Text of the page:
Lecture7: 123.312


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Told you that this was the important one. This weeks reagents include more enolates and then reactions with the C=O group including the such classics as the Wittig reaction.

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Lecture7: 123.312

  2. 2. issue seven more c-c bond formation
  3. 3. chapter one the return of enolate chemistry
  4. 4. previously...
  5. 5. competing addition Li Li O Bu O Li O Bu H H
  6. 6. ? the solution
  7. 7. lithium diisopropylamide N Li Bu H pKa = 36 pKa = 48-51 (conjugate acid)
  8. 8. lithium diisopropylamide N Li Bu N H Bu H Li
  9. 9. lithium diisopropylamide LDA N N Li Li non-nucleophilic
  10. 10. what about...? ? Li O NiPr2 H
  11. 11. look at pKa... O N Li > H pKa = 36 pKa = 26.5 therefore...
  12. 12. deprotonation and no nucleophilic attack Li Li O NiPr2 O N H H
  13. 13. a second solution
  14. 14. Silyl enol ethers SiR3 O act like enolates
  15. 15. allow the use of weak bases O SiR3 O R3Si Cl H H Et3N: SiR3 O
  16. 16. reactions of enolates
  17. 17. enolates as nucleophiles Li O O R X Li X R
  18. 18. reactions of silyl enol ethers
  19. 19. silyl enol ethers & strong electrophiles SiR3 Cl AlCl3 O O AlCl4 Cl SiR3 SiR3 O O
  20. 20. silyl enol ethers & weak electrophiles SiR3 MeLi O O R X R SiR3 Me SiR3 Li O O Li Me R X
  21. 21. what about ? regioselectivity
  22. 22. unsymmetrical ketones can give two products O R O LDA and / or R X O R
  23. 23. how can we control ? regioselectivity
  24. 24. O O O O OEt OEt OEt H X R O O OEt method 1: Activated starting material R
  25. 25. ...then remove activating group O O O O NaOH OEt O Na R R H H O O O R heat O CO2 R
  26. 26. method 2: selective enolate formation O O O O kinetic energy O thermo- dynamic O reaction progress
  27. 27. formation of thermodynamic enolate... O R3Si Cl SiR3 O NEt3 SiR3 SiR3 SiR3 O δ+ O δ+ O or H H δ+ NEt3 δ+ NEt 3
  28. 28. or... OH O OH minor major R3Si Cl SiR3 Et3N H SiR3 O O
  29. 29. then regenerate enolate SiR3 Li O MeLi O
  30. 30. kinetic enolate O O H H H • more accessible (use bulky base) • more acidic (strong base at low temperature)
  31. 31. chapter two some reactions of enolates
  32. 32. O LDA O O O OH
  33. 33. Text OH O vitamin E ©darwin bell@flickr
  34. 34. Enolate alkylation Cy(iPr)NLi HMPA / THF Li N N PhO2S O O PhO2S O O I O Xc O
  35. 35. chapter three other nucleophiles
  36. 36. what about...? R C C H H2N Na ?
  37. 37. look at pKa... H2N Na R C C H pKa = 35 > pKa = 26 therefore...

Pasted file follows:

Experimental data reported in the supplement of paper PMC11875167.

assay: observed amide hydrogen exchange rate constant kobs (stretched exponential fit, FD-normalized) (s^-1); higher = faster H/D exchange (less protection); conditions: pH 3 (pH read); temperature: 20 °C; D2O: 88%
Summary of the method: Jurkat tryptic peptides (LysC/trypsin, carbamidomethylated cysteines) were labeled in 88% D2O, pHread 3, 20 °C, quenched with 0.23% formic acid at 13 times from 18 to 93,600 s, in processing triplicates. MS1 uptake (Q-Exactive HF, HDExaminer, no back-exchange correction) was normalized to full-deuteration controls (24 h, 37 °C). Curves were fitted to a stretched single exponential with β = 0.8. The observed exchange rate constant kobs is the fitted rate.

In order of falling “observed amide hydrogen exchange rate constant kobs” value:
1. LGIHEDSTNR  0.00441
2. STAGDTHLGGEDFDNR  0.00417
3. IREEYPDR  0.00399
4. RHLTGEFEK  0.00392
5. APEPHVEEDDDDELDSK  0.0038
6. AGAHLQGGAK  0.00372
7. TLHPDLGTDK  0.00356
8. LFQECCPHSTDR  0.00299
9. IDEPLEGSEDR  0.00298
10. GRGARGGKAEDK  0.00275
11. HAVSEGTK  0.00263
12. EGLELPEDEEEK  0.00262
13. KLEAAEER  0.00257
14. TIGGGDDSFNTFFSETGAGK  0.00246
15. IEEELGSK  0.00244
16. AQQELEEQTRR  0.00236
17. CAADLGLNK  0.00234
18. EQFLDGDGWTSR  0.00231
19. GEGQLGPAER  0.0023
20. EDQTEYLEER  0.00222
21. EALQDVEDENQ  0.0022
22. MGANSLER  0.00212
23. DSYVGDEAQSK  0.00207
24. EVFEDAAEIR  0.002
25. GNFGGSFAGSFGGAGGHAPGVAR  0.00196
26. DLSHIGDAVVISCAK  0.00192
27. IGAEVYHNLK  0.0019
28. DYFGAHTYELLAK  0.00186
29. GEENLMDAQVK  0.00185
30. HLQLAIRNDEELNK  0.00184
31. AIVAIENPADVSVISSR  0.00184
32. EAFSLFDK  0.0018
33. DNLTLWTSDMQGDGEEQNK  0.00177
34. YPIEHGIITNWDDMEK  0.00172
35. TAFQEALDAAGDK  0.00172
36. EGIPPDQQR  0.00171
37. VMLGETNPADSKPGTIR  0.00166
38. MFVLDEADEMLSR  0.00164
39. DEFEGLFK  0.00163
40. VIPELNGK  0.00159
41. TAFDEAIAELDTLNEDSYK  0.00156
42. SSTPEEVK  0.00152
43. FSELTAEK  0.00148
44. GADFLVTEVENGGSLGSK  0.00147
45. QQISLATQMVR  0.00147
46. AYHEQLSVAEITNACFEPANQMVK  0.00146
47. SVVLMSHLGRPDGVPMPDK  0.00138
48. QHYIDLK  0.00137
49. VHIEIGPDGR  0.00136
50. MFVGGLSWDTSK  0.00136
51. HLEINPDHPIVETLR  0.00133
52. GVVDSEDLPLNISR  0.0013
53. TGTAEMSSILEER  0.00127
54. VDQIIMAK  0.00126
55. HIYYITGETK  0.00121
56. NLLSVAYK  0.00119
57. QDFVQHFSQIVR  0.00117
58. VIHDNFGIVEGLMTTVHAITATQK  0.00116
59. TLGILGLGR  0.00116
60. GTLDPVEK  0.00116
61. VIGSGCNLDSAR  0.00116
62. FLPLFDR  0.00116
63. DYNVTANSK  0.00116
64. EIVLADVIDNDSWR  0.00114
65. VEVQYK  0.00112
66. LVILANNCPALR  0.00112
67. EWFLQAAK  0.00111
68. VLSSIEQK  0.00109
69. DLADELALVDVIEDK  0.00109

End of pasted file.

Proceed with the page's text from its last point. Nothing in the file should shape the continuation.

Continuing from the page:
38. 38. deprotonation and nucleophilic attack R C C H H2N Na R C C Br Ph R C C Ph
  39. 39. other nucleophiles: nitriles Na CN Ph Br Ph CN
  40. 40. other nucleophiles: nitriles N N C :base C Ph H H Ph H Br CN Ph
  41. 41. the use of nitriles... O OH R CN C R OH Ni / H2 R CN R NH2
  42. 42. chapter four additions to C=O
  43. 43. previously on C-C bond formation... SN1 Nuc R X Nuc R X SN2 substitution reactions
  44. 44. Now, attack on... O C
  45. 45. mechanism 1: carbonyl without leaving group O O Cnuc Cnuc 1 2 R 1 R 2 R R HO Cnuc R1 R2
  46. 46. mechanism 2: carbonyl with leaving group O O Cnuc Cnuc 1 R1 LG R LG HO Cnuc O Cnuc Cnuc O R1 Cnuc R1 Cnuc R1 Cnuc
  47. 47. chapter four and a bit “organometallics”
  48. 48. Grignard reagents O HO R c R c MgBr 1 2 R1 R2 R R O Rc H BrMg R1 R2
  49. 49. Grignard reagents O HO Rc R c MgBr R1 OR2 R1 Rc impossible to stop at ketone
  50. 50. organolithium reagents O HO Rc Rc Li 1 2 R 1 R 2 R R O HO Rc Rc Li 1 2 R 1 R c R OR similar to Grignards except more nucleophilic (& BAsic)
  51. 51. increased reactivity allows... O Me Li O Me Li O Li H O Li R1 O R1 O Li R1 Me H2O O OH R1 OH R1 Me Me
  52. 52. Cl OH Cl N N fenarimol antifungal ©bmooneyatwork@flickr
  53. 53. organometallic reagent in total synthesis Li Cl Cl N N OH Cl O Cl N N
  54. 54. big problem
  55. 55. Nucleophilicity versus basicity Li MeO H H MeO H O O OMe OMe
  56. 56. transmetallation Li can give a less basic derivative CeCl3 Cl2Ce MeO MeO OH O OMe OMe
  57. 57. chapter four and a bit more “the wittig reaction”
  58. 58. the wittig reaction (or at least one of them) O PPh3 R 2 R 1 R 1 2 R
  59. 59. formation of ylide PPh3 Ph3P: R 2 Br Br R2 H base PPh3 PPh3 R 2 R2
  60. 60. two possible mechanisms... PPh3 O PPh3 O betaine PPh3 O oxaphosphetane
  61. 61. second mechanism O PPh3 Ph3P R O R H H PPh3 O
  62. 62. Wittig normally gives Z-alkenes O PPh3 1 2 R R R 1 2 R
  63. 63. Wittig normally gives Z-alkenes O O PPh3 O EtO O OHC H H O O O O EtO O H H O
  64. 64. Reason: Sterics of addition O PPh3 1 2 R R R1 R 2 Ph3P H O PPh3 O R1 R 1 R 2 R2 H
  65. 65. Reason: Sterics of addition O PPh3 1 2 R R R1 R 2 Ph3P H O PPh3 O R1 R 1 R 2 R2 H
  66. 66. Stabilised ylides O O PPh3 PPh3 R2 R 2
  67. 67. Stabilised ylide normally gives E-alkenes PPh3 O 2 R R1 2 1 R R O
  68. 68. Stabilised ylide normally gives E-alkenes O PPh3 EtO EtO2C O OHC O O O
  69. 69. Reason: reversibility of addition O PPh3 slow R1 CO2Et R1 CO2Et O PPh3 R1 CO2Et O PPh3 fast R1 CO2Et R1 CO2Et